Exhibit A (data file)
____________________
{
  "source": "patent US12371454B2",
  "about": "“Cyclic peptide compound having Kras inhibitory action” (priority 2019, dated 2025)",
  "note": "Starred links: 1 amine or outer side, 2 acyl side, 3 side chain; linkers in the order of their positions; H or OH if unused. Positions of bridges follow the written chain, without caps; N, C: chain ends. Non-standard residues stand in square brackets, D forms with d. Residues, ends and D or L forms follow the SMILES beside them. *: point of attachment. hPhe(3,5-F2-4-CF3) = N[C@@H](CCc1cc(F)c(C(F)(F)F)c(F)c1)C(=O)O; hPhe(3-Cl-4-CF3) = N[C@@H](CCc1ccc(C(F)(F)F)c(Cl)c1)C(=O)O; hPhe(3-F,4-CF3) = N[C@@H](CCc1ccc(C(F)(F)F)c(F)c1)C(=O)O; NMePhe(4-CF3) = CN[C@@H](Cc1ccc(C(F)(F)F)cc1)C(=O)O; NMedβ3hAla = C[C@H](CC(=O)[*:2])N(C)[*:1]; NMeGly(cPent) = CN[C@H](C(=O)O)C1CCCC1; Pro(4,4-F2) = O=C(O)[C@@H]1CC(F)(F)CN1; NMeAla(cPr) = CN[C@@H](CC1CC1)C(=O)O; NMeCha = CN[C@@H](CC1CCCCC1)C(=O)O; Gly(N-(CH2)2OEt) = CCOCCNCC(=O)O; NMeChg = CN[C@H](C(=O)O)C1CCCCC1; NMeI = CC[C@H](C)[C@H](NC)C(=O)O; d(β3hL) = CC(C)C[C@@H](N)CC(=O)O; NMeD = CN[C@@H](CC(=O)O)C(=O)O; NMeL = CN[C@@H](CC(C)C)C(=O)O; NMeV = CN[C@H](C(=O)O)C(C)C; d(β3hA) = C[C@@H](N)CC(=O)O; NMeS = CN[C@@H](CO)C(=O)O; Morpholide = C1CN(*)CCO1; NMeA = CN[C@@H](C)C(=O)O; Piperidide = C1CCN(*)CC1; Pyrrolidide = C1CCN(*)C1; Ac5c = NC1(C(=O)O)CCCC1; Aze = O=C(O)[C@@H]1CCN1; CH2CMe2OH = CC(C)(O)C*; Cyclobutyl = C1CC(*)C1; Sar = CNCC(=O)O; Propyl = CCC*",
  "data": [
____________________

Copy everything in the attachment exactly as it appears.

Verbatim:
{
  "source": "patent US12371454B2",
  "about": "“Cyclic peptide compound having Kras inhibitory action” (priority 2019, dated 2025)",
  "note": "Starred links: 1 amine or outer side, 2 acyl side, 3 side chain; linkers in the order of their positions; H or OH if unused. Positions of bridges follow the written chain, without caps; N, C: chain ends. Non-standard residues stand in square brackets, D forms with d. Residues, ends and D or L forms follow the SMILES beside them. *: point of attachment. hPhe(3,5-F2-4-CF3) = N[C@@H](CCc1cc(F)c(C(F)(F)F)c(F)c1)C(=O)O; hPhe(3-Cl-4-CF3) = N[C@@H](CCc1ccc(C(F)(F)F)c(Cl)c1)C(=O)O; hPhe(3-F,4-CF3) = N[C@@H](CCc1ccc(C(F)(F)F)c(F)c1)C(=O)O; NMePhe(4-CF3) = CN[C@@H](Cc1ccc(C(F)(F)F)cc1)C(=O)O; NMedβ3hAla = C[C@H](CC(=O)[*:2])N(C)[*:1]; NMeGly(cPent) = CN[C@H](C(=O)O)C1CCCC1; Pro(4,4-F2) = O=C(O)[C@@H]1CC(F)(F)CN1; NMeAla(cPr) = CN[C@@H](CC1CC1)C(=O)O; NMeCha = CN[C@@H](CC1CCCCC1)C(=O)O; Gly(N-(CH2)2OEt) = CCOCCNCC(=O)O; NMeChg = CN[C@H](C(=O)O)C1CCCCC1; NMeI = CC[C@H](C)[C@H](NC)C(=O)O; d(β3hL) = CC(C)C[C@@H](N)CC(=O)O; NMeD = CN[C@@H](CC(=O)O)C(=O)O; NMeL = CN[C@@H](CC(C)C)C(=O)O; NMeV = CN[C@H](C(=O)O)C(C)C; d(β3hA) = C[C@@H](N)CC(=O)O; NMeS = CN[C@@H](CO)C(=O)O; Morpholide = C1CN(*)CCO1; NMeA = CN[C@@H](C)C(=O)O; Piperidide = C1CCN(*)CC1; Pyrrolidide = C1CCN(*)C1; Ac5c = NC1(C(=O)O)CCCC1; Aze = O=C(O)[C@@H]1CCN1; CH2CMe2OH = CC(C)(O)C*; Cyclobutyl = C1CC(*)C1; Sar = CNCC(=O)O; Propyl = CCC*",
  "data": [